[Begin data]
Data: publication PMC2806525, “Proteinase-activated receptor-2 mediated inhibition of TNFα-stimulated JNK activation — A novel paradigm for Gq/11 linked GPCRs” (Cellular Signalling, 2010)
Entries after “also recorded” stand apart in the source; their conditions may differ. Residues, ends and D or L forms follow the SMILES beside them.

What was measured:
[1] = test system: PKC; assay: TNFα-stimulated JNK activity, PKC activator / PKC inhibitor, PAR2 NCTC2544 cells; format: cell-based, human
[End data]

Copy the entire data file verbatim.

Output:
Data: publication PMC2806525, “Proteinase-activated receptor-2 mediated inhibition of TNFα-stimulated JNK activation — A novel paradigm for Gq/11 linked GPCRs” (Cellular Signalling, 2010)
Entries after “also recorded” stand apart in the source; their conditions may differ. Residues, ends and D or L forms follow the SMILES beside them.

What was measured:
[1] = test system: PKC; assay: TNFα-stimulated JNK activity, PKC activator / PKC inhibitor, PAR2 NCTC2544 cells; format: cell-based, human